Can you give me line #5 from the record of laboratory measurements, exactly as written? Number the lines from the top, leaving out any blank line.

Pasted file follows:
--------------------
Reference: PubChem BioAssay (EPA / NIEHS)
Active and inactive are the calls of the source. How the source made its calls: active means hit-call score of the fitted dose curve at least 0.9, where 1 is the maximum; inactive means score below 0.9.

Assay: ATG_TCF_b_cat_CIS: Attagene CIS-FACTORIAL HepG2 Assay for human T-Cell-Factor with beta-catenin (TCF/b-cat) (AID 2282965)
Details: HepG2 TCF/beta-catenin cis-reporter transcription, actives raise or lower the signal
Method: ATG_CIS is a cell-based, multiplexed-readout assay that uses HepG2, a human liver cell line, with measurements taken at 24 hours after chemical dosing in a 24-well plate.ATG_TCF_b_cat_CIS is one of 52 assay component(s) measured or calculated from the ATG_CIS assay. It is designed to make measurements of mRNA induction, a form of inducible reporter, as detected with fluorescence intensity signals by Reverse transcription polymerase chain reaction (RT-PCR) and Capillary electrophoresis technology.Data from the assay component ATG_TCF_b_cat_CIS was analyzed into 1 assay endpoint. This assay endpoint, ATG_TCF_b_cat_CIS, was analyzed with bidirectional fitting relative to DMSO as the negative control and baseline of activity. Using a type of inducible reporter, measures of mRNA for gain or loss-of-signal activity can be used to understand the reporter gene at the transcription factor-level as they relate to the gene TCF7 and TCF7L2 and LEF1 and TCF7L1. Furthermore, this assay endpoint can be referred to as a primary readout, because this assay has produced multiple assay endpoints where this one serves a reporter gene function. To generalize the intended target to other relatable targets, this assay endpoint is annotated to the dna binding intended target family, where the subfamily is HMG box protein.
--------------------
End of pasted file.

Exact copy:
Method: ATG_CIS is a cell-based, multiplexed-readout assay that uses HepG2, a human liver cell line, with measurements taken at 24 hours after chemical dosing in a 24-well plate.ATG_TCF_b_cat_CIS is one of 52 assay component(s) measured or calculated from the ATG_CIS assay. It is designed to make measurements of mRNA induction, a form of inducible reporter, as detected with fluorescence intensity signals by Reverse transcription polymerase chain reaction (RT-PCR) and Capillary electrophoresis technology.Data from the assay component ATG_TCF_b_cat_CIS was analyzed into 1 assay endpoint. This assay endpoint, ATG_TCF_b_cat_CIS, was analyzed with bidirectional fitting relative to DMSO as the negative control and baseline of activity. Using a type of inducible reporter, measures of mRNA for gain or loss-of-signal activity can be used to understand the reporter gene at the transcription factor-level as they relate to the gene TCF7 and TCF7L2 and LEF1 and TCF7L1. Furthermore, this assay endpoint can be referred to as a primary readout, because this assay has produced multiple assay endpoints where this one serves a reporter gene function. To generalize the intended target to other relatable targets, this assay endpoint is annotated to the dna binding intended target family, where the subfamily is HMG box protein.